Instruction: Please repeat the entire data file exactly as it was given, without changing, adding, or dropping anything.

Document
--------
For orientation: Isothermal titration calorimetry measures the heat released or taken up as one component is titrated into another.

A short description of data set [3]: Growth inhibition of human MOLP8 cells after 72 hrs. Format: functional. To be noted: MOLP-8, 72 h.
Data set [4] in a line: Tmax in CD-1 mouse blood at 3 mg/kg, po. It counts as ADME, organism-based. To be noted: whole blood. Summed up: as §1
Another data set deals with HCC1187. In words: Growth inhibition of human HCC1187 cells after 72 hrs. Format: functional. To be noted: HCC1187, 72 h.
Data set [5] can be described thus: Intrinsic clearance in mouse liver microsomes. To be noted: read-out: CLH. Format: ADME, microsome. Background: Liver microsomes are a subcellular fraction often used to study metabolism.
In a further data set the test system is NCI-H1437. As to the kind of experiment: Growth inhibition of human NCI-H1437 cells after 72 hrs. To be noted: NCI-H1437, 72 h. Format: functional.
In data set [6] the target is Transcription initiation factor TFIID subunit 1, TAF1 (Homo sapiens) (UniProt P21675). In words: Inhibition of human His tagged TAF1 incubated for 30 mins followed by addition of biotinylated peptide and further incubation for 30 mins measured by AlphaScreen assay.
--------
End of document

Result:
For orientation: Isothermal titration calorimetry measures the heat released or taken up as one component is titrated into another.

A short description of data set [3]: Growth inhibition of human MOLP8 cells after 72 hrs. Format: functional. To be noted: MOLP-8, 72 h.
Data set [4] in a line: Tmax in CD-1 mouse blood at 3 mg/kg, po. It counts as ADME, organism-based. To be noted: whole blood. Summed up: as §1
Another data set deals with HCC1187. In words: Growth inhibition of human HCC1187 cells after 72 hrs. Format: functional. To be noted: HCC1187, 72 h.
Data set [5] can be described thus: Intrinsic clearance in mouse liver microsomes. To be noted: read-out: CLH. Format: ADME, microsome. Background: Liver microsomes are a subcellular fraction often used to study metabolism.
In a further data set the test system is NCI-H1437. As to the kind of experiment: Growth inhibition of human NCI-H1437 cells after 72 hrs. To be noted: NCI-H1437, 72 h. Format: functional.
In data set [6] the target is Transcription initiation factor TFIID subunit 1, TAF1 (Homo sapiens) (UniProt P21675). In words: Inhibition of human His tagged TAF1 incubated for 30 mins followed by addition of biotinylated peptide and further incubation for 30 mins measured by AlphaScreen assay.